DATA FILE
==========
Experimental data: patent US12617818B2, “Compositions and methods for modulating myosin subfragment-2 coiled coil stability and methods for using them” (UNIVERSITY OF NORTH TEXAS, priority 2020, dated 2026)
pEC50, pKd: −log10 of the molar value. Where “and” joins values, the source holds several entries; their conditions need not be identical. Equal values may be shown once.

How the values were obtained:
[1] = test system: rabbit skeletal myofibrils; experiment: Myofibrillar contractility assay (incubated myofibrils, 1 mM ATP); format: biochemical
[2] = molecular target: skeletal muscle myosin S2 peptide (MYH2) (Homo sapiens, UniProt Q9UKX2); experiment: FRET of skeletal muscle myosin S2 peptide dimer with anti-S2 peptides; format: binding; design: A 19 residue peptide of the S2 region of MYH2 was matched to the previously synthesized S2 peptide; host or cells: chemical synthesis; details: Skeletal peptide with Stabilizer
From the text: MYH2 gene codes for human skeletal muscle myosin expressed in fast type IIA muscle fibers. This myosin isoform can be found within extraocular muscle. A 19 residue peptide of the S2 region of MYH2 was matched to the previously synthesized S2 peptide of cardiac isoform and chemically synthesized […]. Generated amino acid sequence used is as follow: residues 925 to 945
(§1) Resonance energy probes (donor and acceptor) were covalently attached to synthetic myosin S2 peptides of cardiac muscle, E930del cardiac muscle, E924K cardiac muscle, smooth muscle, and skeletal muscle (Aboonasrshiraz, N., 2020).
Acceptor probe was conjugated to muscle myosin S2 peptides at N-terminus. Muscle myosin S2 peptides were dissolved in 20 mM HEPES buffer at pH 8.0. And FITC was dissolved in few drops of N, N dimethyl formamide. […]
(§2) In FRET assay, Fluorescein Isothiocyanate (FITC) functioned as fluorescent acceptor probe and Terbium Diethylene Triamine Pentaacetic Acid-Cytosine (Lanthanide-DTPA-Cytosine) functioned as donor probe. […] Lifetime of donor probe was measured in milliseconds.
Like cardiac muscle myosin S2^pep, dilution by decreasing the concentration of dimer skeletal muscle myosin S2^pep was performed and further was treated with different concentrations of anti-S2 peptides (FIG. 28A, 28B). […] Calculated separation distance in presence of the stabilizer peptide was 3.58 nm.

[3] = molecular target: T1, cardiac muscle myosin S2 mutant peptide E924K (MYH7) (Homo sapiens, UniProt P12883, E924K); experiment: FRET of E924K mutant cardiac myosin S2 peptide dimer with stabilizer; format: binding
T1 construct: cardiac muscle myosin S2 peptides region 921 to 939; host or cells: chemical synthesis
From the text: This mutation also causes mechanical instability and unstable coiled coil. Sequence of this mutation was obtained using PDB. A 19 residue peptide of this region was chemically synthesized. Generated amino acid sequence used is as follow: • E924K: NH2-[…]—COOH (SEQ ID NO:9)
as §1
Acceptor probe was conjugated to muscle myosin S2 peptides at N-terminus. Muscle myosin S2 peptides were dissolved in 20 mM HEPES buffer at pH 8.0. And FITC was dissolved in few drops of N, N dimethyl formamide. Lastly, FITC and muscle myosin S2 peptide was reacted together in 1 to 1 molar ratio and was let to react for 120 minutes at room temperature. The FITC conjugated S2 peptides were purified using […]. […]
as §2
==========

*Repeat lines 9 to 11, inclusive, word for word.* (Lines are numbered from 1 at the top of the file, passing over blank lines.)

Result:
(§2) In FRET assay, Fluorescein Isothiocyanate (FITC) functioned as fluorescent acceptor probe and Terbium Diethylene Triamine Pentaacetic Acid-Cytosine (Lanthanide-DTPA-Cytosine) functioned as donor probe. […] Lifetime of donor probe was measured in milliseconds.
Like cardiac muscle myosin S2^pep, dilution by decreasing the concentration of dimer skeletal muscle myosin S2^pep was performed and further was treated with different concentrations of anti-S2 peptides (FIG. 28A, 28B). […] Calculated separation distance in presence of the stabilizer peptide was 3.58 nm.

[3] = molecular target: T1, cardiac muscle myosin S2 mutant peptide E924K (MYH7) (Homo sapiens, UniProt P12883, E924K); experiment: FRET of E924K mutant cardiac myosin S2 peptide dimer with stabilizer; format: binding